How a Penalty Helped the Giants Win the 2011 NFC Title Game
The deeper a team advances into the postseason, the less room there is for error, particularly when such an error might jeopardize a team’s chance at scoring in a critical situation.
But for the New York Giants, a penalty they endured on what ended up their game-winning field goal in overtime was a welcomed one.
To recap, the Giants and 49ers, playing in the 2011 NFC Championship game, set in windy, rainy, and muddy conditions at Candlestick Park, had battled to a 17-17 tie at the end of regulation.
The Giants were determined to escape the game with a win - a game in which quarterback Eli Manning was knocked around like a pinata to the tune of six sacks and 12 quarterback hits
The Giants would get that chance on a big play by their special teams unit coming on 4th-and-13 when Jacquian Williams reached back at 49ers returner Kyle Williams’ arm that caused him to lose the ball. The fumble was recovered by Devin Thomas to set the Giants up with 1st-and-10 from the San Francisco 24-yard-line in overtime.
On their third and final drive in the overtime period, the Giants began to move the ball. Ahmad Bradshaw ran three straight times, picking up 18 yards total and one first-down conversion.
On 2nd-and-6 from the 49ers’ 6-yard line, Manning kneeled for a loss of two yards to set up the game-winning field goal in the center of the hash marks.
However, the Giants were called for a delay of game penalty just as the ball was snapped. The play didn’t count, but the penalty was the best thing that could have happened for the Giants at that moment.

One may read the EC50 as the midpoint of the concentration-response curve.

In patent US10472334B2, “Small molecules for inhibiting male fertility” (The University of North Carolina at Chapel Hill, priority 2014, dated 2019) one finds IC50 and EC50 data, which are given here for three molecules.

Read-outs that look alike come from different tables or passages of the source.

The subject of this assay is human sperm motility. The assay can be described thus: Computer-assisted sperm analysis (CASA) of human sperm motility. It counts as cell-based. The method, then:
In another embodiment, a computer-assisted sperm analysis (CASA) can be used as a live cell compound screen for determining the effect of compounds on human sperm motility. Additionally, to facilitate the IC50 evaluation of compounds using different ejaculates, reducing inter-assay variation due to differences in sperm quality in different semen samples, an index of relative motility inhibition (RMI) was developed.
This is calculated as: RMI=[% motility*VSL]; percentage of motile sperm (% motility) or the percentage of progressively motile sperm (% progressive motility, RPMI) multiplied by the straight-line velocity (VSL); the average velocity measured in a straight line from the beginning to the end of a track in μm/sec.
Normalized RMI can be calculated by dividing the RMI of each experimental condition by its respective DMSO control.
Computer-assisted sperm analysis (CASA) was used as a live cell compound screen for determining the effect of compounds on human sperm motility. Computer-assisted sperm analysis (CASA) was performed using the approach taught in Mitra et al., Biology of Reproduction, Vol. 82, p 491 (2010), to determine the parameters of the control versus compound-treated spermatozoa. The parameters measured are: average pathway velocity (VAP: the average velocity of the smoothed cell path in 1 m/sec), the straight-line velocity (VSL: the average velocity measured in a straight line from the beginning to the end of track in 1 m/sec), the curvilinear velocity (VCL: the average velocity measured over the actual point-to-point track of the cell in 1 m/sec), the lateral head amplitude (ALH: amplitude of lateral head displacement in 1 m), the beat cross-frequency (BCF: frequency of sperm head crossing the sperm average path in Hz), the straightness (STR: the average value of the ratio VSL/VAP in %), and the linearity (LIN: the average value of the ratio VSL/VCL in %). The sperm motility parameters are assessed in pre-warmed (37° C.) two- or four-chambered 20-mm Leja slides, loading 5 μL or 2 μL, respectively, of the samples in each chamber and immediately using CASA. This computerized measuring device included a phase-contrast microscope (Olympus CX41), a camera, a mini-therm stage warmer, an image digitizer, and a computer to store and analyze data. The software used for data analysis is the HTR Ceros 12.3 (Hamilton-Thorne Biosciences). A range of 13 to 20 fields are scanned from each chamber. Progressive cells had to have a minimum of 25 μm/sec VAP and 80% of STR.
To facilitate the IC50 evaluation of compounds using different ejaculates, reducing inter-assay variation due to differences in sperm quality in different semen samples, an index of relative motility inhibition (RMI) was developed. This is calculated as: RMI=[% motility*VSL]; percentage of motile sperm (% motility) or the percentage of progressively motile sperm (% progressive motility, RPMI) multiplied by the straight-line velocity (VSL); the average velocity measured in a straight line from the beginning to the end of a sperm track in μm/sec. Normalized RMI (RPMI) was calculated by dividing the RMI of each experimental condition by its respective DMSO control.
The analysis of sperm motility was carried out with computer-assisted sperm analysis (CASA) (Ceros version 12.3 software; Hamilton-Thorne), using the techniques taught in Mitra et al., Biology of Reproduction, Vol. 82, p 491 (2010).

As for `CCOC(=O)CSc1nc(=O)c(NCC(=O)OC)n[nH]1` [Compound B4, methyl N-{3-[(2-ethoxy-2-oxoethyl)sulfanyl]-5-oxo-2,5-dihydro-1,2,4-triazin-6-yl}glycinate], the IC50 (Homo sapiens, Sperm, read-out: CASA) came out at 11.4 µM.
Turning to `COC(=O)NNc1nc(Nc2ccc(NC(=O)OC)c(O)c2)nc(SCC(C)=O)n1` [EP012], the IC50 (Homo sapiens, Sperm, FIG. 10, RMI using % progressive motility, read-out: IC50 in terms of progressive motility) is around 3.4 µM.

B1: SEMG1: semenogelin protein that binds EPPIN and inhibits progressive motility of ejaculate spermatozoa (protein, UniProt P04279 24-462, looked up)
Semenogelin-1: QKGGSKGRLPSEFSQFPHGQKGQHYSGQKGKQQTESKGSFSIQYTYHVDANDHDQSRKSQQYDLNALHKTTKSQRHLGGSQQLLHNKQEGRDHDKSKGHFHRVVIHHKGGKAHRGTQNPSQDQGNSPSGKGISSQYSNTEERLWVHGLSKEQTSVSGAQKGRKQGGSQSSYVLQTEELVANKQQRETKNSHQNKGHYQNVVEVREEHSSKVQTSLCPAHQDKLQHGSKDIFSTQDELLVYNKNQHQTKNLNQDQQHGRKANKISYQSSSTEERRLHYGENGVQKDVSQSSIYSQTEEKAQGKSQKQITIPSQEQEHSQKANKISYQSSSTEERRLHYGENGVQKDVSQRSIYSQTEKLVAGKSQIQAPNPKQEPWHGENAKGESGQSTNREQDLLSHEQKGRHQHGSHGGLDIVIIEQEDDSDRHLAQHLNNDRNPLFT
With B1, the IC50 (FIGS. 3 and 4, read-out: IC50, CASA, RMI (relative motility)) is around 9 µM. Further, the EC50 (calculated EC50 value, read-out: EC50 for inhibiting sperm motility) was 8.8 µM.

“On the original spot, there was a little bit of mud, a little puddle,” said kicker Lawrence Tynes.
“We were trying to work around it a little bit, trying to move it about as far to the right as we could off the hash. You don’t want to go too far over it cause then you’re shortening the block angle.”
Had that penalty not been called, Tynes believes his field goal attempt would have been blocked.
But that wasn’t the only benefit of the penalty. By moving the ball back five yards, Tynes found himself working with much better footing.
The 49ers, trying to ice the nerves-of-steel Tynes, called a time out. When play resumed, long snapper Zak DeOssie sent back a low but fielded and quickly placed by holder Steve Weatherford, while Tynes did the rest.
The kicker’s 31-yard field goal in overtime - made in the same end of the field where 21 years earlier Matt Bahr’s 42-yard game-winner sent the Giants to Super Bowl XXV - sent the Giants to Super Bowl XLVI.
“Thank God we got that delay of game,” Tynes said. “You’ve got to have a little luck and fortune, and we got the delay of game. I mean, that one felt like it took an hour to kick, but we made it.”